Friday, December 06, 2002

Evangelism and God's Sovereignty (part 1)

In this recent post, I discussed an antinomy in physics, the wave particle duality. That was a segue into a discussion of a biblical antinomy (for the sake of our discussion, antinomy can be taken to mean the same as paradox): the sovereignty of God, and man as a responsible moral agent.

I will borrow heavily from J. I. Packer’s Evangelism & The Sovereignty of God. Packer begins his discussion by noting that everyone acknowledges the sovereignty of God when they pray. After all, it makes little sense to pray to a God that isn’t sovereign. Commenting on the ceaseless Calvinism-Arminianism debate, Packer writes: "on our feet we have arguments about it, but on our knees we are agreed."

He uses this famous conversation between Charles Simeon and John Wesley to "demonstrate" that on the matter of sovereignty we all are in agreement, even if we don’t think so:
(Simeon begins the conversation)"‘Sir, I understand that you are called an Arminian; and I have sometimes been called a Calvinist; and therefore I suppose we are to draw daggers. But before I consent to begin the combat, with your permission I will ask you a few questions, not from impertinent curiosity, but for real instruction... Pray, Sir, do you feel yourself a depraved creature, so depraved that you would never have thought of turning to God if God had not first put it into your heart?’ "Yes, I do indeed.’ ‘And do you despair of recommending yourself to God by anything you can do; and look for salvation solely through the blood and righteousness of Christ?’ ‘Yes, solely through Christ.’ ‘But, Sir, supposing you were first saved by Christ, are you not somehow or other to save yourself afterwards by your own works?’ ‘No; I must be saved by Christ from first to last.’ ‘Allowing then that you were first turned by the grace of God, are you not in some way or other to keep yourself by your own power?’ ‘No.’ ‘What then, are you to be upheld every hour and every moment by God, as much as an infant in its mother’s arms?’ ‘Yes, altogether.’ ‘And is all your hope in the grace and mercy of God to preserve you unto his heavenly kingdom?’ ‘Yes, I have no hope but in him.’ ‘Then, Sir, with your leave, I will put up my dagger again; for this is all my Calvinism; this is my election, my justification by faith, my final perseverance: it is, in substance, all that I hold: and therefore, if you please, instead of searching out terms and phrases to be a ground of contention between us, we will cordially unite in those things wherein we agree.’"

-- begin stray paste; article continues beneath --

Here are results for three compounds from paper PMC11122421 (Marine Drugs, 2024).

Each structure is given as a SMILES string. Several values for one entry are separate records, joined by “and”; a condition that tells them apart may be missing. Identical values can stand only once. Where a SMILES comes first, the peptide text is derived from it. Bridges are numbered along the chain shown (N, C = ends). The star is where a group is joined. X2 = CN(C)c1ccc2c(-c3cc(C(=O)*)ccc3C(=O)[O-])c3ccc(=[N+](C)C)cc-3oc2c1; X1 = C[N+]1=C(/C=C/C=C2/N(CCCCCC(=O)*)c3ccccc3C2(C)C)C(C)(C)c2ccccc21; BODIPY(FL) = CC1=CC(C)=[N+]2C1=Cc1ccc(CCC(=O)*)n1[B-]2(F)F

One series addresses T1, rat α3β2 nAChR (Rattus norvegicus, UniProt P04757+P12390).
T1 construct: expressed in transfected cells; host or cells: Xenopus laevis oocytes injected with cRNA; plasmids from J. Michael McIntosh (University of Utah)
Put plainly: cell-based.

Wesley’s reaction to Simeon’s declaration was not recorded.

God’s sovereignty and man’s responsibility are often apparent in the same passage and even in the same verse. For example:
39This is the will of the Father who sent Me, that of all He has given Me I should lose nothing, but should raise it up at the last day. 39And this is the will of Him who sent Me, that everyone who sees the Son and believes in Him may have everlasting life; and I will raise him up at the last day." (John 6:39-40) and

And truly the Son of Man goes as it has been determined, but woe to that man by whom He is betrayed!" (Luke 22:22)

The verse from Luke is particularly apropos: Christ’s death is according to God’s plan, but Judas is still responsible for his betrayal.

Packer’s basic argument is this: We must embrace the antinomy: God is sovereign; man is a responsible moral agent. God is our King, and our Supreme Judge. Deal with it.

He warns of the two errors associated with emphasizing one aspect to the detriment the other:

  • Deemphasizing God’s sovereignty results in Arminianism.

  • Deemphasizing man’s responsibility results in (a form of) hyper-Calvinism, leading to, in the extreme, a denial of the necessity to evangelize.
The latter error (rightfully) concerns Packer. Arminians are, to their supreme credit, zealous evangelists. Packer is worried about Calvinists neglecting their biblically mandated duty to evangelize.

The source of the hyper-Calvinism error is a deceptively simple argument: If God has an elect and all of them will be saved, why bother to evangelize? Why not simply trust in the sovereignty of God? Whatever happens none of the elect will perish.

One of the more famous examples of this error occurred when William Carey was rebuked in his desire to send out missionaries. The head of the missionary society denounced him, saying: “Young man, sit down: when God pleases to convert the heathen, he will do it without your aid or mine”.

In this argument, God's sovereignty is properly esteemed. However God's commandment to envagelize is ignored.

This is hyper-Calvinism is in direct violation of scripture and leads to cold, dead churches.

Packer focuses on the how and why of evangelism in light of the Calvinist’s supreme regard for God’s sovereignty. He bases it on the sublime beauty of the dual message. In Chosen by God, R. C. Sproul says it a bit differently:
Evangelism is our duty. God commanded it. That should be enough to end the matter. But there is more. Evangelism is not only a duty, it is a privilege.
Sproul is absolutely correct. In the next installment, we will look at the nitty-gritty details.

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